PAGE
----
Anthropogenic warming is expected to accelerate global soil organic carbon (SOC) losses via microbial decomposition, yet, there is still no consensus on the loss magnitude. In this Perspective, we argue that, despite the mechanistic uncertainty underlying these losses, there is confidence that a strong, positive land carbon–climate feedback can be expected. Two major lines of evidence support net global SOC losses with warming via increases in soil microbial metabolic activity: the increase in soil respiration with temperature and the accumulation of SOC in low mean annual temperature regions. Warming-induced SOC losses are likely to be of a magnitude relevant for emission negotiations and necessitate more aggressive emission reduction targets to limit climate change to 1.5 °C by 2100. We suggest that microbial community–temperature interactions, and how they are influenced by substrate availability, are promising research areas to improve the accuracy and precision of the magnitude estimates of projected SOC losses.
Your institute does not have access to this article
Open Access articles citing this article.
Nature Communications Open Access 20 July 2022
Unexpected microbial metabolic responses to elevated temperatures and nitrogen addition in subarctic soils under different land uses
Biogeochemistry Open Access 17 June 2022
Nature Communications Open Access 18 November 2021
Subscribe to Nature+
Get immediate online access to the entire Nature family of 50+ journals
Subscribe to Journal
Get full journal access for 1 year
only $4.92 per issue
All prices are NET prices.
VAT will be added later in the checkout.
Tax calculation will be finalised during checkout.
Get time limited or full article access on ReadCube.
All prices are NET prices.
Jackson, R. B. et al. The ecology of soil carbon: pools, vulnerabilities, and biotic and abiotic controls. Annu. Rev. Ecol. Evol. Syst. 48, 419–445 (2017).
Köchy, M., Hiederer, R. & Freibauer, A. Global distribution of soil organic carbon – Part 1: Masses and frequency distributions of SOC stocks for the tropics, permafrost regions, wetlands, and the world. Soil 1, 351–365 (2015).
Le Quéré, C. et al. Global carbon budget 2013. Earth Syst. Sci. Data 6, 235–263 (2014).
Davidson, E. A. & Janssens, I. A. Temperature sensitivity of soil carbon decomposition and feedbacks to climate change. Nature 440, 165–173 (2006).
Bond-Lamberty, B. & Thomson, A. Temperature-associated increases in the global soil respiration record. Nature 464, 579–582 (2010).
Crowther, T. W. et al. Quantifying global soil carbon losses in response to warming. Nature 540, 104–108 (2016).
Intergovernmental Panel on Climate Change (IPCC). Climate Change 2013: The Physical Science Basis. Working Group I Contribution to the Fifth Assessment Report of the Intergovernmental Panel on Climate Change (Cambridge Univ. Press, 2013).
Wieder, W. R., Sulman, B. N., Hartman, M. D., Koven, C. D. & Bradford, M. A. Arctic soil governs whether climate change drives global losses or gains in soil carbon. Geophys. Res. Lett. 46, 14486–14495 (2019).
Guo, X. et al. Gene-informed decomposition model predicts lower soil carbon loss due to persistent microbial adaptation to warming. Nat. Commun. 11, 4897 (2020).
Friedlingstein, P. et al. Climate–carbon cycle feedback analysis: results from the C4MIP model intercomparison. J. Clim. 19, 3337–3353 (2006).
Zhu, Z. et al. Greening of the Earth and its drivers. Nat. Clim. Chang. 6, 791–795 (2016).
Keenan, T. F. & Riley, W. J. Greening of the land surface in the world’s cold regions consistent with recent warming. Nat. Clim. Chang. 8, 825–828 (2018).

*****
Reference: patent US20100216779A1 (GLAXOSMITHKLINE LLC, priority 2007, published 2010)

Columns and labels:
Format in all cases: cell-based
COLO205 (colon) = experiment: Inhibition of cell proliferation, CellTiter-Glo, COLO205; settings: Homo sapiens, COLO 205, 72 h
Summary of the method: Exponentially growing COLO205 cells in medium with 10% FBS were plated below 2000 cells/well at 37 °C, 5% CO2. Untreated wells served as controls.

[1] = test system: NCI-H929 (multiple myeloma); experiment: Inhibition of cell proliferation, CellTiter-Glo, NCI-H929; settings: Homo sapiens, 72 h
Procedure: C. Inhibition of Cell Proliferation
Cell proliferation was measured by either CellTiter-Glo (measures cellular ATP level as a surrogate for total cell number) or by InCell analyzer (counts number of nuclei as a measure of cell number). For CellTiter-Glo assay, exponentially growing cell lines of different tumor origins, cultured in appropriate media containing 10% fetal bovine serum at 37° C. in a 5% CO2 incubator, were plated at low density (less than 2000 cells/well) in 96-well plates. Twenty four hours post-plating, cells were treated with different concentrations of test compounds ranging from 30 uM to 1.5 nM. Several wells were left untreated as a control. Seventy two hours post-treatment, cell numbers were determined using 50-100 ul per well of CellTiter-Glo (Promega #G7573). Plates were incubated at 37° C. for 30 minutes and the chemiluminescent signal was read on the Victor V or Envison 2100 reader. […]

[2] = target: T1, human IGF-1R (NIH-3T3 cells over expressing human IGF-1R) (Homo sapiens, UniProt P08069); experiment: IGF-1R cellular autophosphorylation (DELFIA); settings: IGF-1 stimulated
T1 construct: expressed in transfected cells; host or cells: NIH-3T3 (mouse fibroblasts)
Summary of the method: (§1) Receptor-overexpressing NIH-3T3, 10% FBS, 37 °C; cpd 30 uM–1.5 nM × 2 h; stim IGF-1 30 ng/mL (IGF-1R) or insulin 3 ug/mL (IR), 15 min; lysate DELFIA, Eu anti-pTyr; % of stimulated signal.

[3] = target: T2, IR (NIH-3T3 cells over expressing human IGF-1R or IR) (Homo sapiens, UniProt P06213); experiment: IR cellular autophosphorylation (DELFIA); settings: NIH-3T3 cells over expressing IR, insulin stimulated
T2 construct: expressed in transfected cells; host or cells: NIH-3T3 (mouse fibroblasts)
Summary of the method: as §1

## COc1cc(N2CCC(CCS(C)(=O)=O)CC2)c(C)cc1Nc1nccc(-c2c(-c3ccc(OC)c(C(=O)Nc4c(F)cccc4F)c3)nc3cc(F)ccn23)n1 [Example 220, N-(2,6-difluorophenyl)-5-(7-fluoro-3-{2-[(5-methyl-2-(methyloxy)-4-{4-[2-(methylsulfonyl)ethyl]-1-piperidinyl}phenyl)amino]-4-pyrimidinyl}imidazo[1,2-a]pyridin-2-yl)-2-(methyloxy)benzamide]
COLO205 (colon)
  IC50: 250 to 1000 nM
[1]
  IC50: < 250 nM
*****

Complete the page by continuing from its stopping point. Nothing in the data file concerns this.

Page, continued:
Euskirchen, E. S., Mcguire, A. D., Chapin, F. S., Yi, S. & Thompson, C. C. Changes in vegetation in northern Alaska under scenarios of climate change, 2003–2100: implications for climate feedbacks. Ecol. Appl. 19, 1022–1043 (2009).
Conant, R. T. et al. Temperature and soil organic matter decomposition rates – synthesis of current knowledge and a way forward. Glob. Chang. Biol. 17, 3392–3404 (2011).
Peñuelas, J. et al. Shifting from a fertilization-dominated to a warming-dominated period. Nat. Ecol. Evol. 1, 1438–1445 (2017).
Naidu, D. G. & Bagchi, S. Greening of the earth does not compensate for rising soil heterotrophic respiration under climate change. Glob. Chang. Biol. 27, 2029–2038 (2021).
Koven, C. D., Lawrence, D. M. & Riley, W. J. Permafrost carbon–climate feedback is sensitive to deep soil carbon decomposability but not deep soil nitrogen dynamics. Proc. Natl Acad. Sci. USA 112, 3752–3757 (2015).
Xu, X. et al. Plant community structure regulates responses of prairie soil respiration to decadal experimental warming. Glob. Chang. Biol. 21, 3846–3853 (2015).
Melillo, J. M. et al. Long-term pattern and magnitude of soil carbon feedback to the climate system in a warming world. Science 358, 101–105 (2017).
Guo, X. et al. Climate warming leads to divergent succession of grassland microbial communities. Nat. Clim. Chang. 8, 813–818 (2018).
Zhou, J. et al. Microbial mediation of carbon-cycle feedbacks to climate warming. Nat. Clim. Chang. 2, 106–110 (2012).
Luo, Y., Wan, S., Hui, D. & Wallace, L. L. Acclimatization of soil respiration to warming in a tall grass prairie. Nature 413, 622–625 (2001).
García-Palacios, P. et al. Pathways regulating decreased soil respiration with warming in a biocrust-dominated dryland. Glob. Chang. Biol. 24, 4645–4656 (2018).
Karhu, K. et al. Temperature sensitivity of soil respiration rates enhanced by microbial community response. Nature 513, 81–84 (2014).
Allison, S. D., Wallenstein, M. D. & Bradford, M. A. Soil-carbon response to warming dependent on microbial physiology. Nat. Geosci. 3, 336–340 (2010).
Bradford, M. A. et al. Thermal adaptation of soil microbial respiration to elevated temperature. Ecol. Lett. 11, 1316–1327 (2008).
Crowther, T. W. & Bradford, M. A. Thermal acclimation in widespread heterotrophic soil microbes. Ecol. Lett. 16, 469–477 (2013).
Wieder, W. R., Bonan, G. B. & Allison, S. D. Global soil carbon projections are improved by modelling microbial processes. Nat. Clim. Chang. 3, 909–912 (2013).
Mueller, C. W. et al. Large amounts of labile organic carbon in permafrost soils of northern Alaska. Glob. Chang. Biol. 21, 2804–2817 (2015).